The Chronicles of Andy and Pat – Episode 4
By Dave D’Arcy, Founder of Laughing Leadership
Of course, not every day is a good day, and for Andy, this was no less true than for any other young leader. Learning the difference between managing and leading was a journey of discovery but Pat was an excellent mentor, always on hand to provide feedback, guidance, and advice. After some 9 months or so, Andy felt a great deal of trust from Pat and as a result, was growing in confidence. Sometimes, however, we can become a little overconfident, as Andy was about to learn.
Pat was eager to teach Andy that leadership was about much more than managing situations; it was essential to learn that different challenges with different individuals need different approaches. Not everyone is motivated in the same way and not everyone responds positively to the same type of communication. Of course, Pat also knew that processes existed for a reason and although he encouraged Andy to develop his own personal style of leadership, he also coached him on the importance of adherence and structure where needed. Preplanning, goal setting, and strategy development were all skills that Andy would also need if he were to develop into a true leader.
Within Andy’s team, there was a tenured employee. A driver aged in his fifties called Bill. Now, Bill had worked in the business for over 30 years. He had seen many young Andys come and go. Some with success and others less so. Bill was a man of habit and structure. He had his way of doing things and this had, in his opinion, served him and his customers well. Of course, over the years Bill had created some customs and practices that worked well for him but were not necessarily a benefit to the business. Often, these small wins were with the agreement of the customers and would allow Bill to increase customers stock holding to enable fortnightly visits from Bill rather than weekly visits. Now this would work fine, other than in two circumstances. 1.) When the customers got busy and got low on stock, they would, unfortunately, forget their side agreement with Bill and call the branch to complain that the driver had not visited this week. 2.) Any stock audits would result in discrepancies.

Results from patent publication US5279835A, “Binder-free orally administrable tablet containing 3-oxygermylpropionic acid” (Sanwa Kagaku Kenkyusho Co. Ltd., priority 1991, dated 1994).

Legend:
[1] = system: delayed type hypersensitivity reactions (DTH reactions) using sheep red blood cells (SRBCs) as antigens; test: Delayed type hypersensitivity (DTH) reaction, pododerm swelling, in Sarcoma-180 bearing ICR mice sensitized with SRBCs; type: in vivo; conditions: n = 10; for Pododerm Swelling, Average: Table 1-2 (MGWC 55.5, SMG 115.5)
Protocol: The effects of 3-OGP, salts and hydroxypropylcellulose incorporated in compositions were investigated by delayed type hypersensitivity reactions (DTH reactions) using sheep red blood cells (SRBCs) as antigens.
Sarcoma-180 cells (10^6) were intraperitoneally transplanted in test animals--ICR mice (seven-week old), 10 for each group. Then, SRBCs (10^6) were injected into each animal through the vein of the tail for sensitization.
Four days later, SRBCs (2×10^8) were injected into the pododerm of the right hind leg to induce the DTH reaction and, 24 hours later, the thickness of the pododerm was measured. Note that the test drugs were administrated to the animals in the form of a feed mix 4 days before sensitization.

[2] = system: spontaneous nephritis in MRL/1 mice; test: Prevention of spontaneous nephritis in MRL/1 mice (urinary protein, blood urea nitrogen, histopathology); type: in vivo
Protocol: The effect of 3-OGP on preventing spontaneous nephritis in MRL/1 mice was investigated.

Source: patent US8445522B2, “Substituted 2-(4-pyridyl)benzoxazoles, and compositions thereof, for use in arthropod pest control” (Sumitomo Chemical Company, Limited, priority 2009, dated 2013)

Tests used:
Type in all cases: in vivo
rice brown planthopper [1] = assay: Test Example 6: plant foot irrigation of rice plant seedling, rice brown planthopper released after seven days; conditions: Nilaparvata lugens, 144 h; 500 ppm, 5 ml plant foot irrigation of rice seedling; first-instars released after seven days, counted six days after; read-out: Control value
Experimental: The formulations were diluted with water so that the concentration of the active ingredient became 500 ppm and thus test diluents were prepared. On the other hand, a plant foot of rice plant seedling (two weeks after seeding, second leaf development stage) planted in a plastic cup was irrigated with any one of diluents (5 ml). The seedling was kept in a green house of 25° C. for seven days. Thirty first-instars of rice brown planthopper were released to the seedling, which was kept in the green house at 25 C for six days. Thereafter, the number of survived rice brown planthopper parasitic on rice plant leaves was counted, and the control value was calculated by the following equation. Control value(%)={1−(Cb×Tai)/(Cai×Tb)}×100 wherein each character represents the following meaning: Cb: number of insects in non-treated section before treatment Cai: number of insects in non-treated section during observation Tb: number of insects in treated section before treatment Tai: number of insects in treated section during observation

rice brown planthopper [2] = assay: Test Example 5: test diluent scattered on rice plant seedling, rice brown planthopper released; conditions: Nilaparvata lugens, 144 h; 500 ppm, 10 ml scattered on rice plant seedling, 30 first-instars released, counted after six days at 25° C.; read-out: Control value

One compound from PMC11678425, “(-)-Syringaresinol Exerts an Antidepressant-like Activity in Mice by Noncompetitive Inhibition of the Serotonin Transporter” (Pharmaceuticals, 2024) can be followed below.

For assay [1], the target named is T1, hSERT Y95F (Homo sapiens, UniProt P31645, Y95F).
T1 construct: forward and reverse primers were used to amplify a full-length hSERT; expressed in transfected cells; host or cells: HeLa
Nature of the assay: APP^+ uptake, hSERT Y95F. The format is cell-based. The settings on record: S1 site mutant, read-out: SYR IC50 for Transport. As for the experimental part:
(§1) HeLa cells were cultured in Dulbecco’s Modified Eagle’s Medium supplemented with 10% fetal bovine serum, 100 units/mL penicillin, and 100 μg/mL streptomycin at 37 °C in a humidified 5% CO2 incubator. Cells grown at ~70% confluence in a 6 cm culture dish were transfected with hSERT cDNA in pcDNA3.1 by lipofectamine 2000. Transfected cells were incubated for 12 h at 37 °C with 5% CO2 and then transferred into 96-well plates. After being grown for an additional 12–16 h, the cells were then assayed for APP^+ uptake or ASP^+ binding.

None of this was earth-shattering stuff, but Andy had identified the issues and confronted Bill. The conversation did not go well. At first, Bill reacted in a “so what?” kind of manner. Andy responded with frustration, this angered Bill and ultimately the standoff ended with Andy stating Bill was to be disciplined. A day or so later, Andy invited Bill to a formal meeting, laid out the details as he saw them and invited Bill’s response. Once again, the conversation did not go well and ended with raised voices and a written warning for Bill.
Unsurprisingly, Bill was hurt and angry with the outcome. He appealed the decision. And this is where Andy’s learning began. The appeals process worked its path and in summary, Pat overturned Andy’s decision. Andy was now the one who was hurt and angry. The following day after dwelling overnight on what he perceived to be Pat’s lack of support, Andy went to see Pat and confront this perceived disloyal act.
Pat sat Andy down and explained that he had no choice but to overturn the decision due to various procedural errors. However, he went on to talk through the whole matter from end to end. They talked about Andy’s planning process before the initial discussion with Bill. They reviewed Andy’s emotions and his consideration of Bill’s possible reactions. They looked at Andy’s understanding of the company’s disciplinary process. They discussed Andy’s communication style in regard to the specific individual he was dealing with.
It was a difficult but worthwhile coaching session for Andy.
Andy learned that structure and process have an important part to play in leadership. He also learned that pre-planning important interactions is essential. Further, everyone is an individual and a good leader will know their people and have an understanding of what motivates them. Communication is one of the five pillars of employee engagement. It is important to develop the ability to adapt your communication style to match the needs of the individual.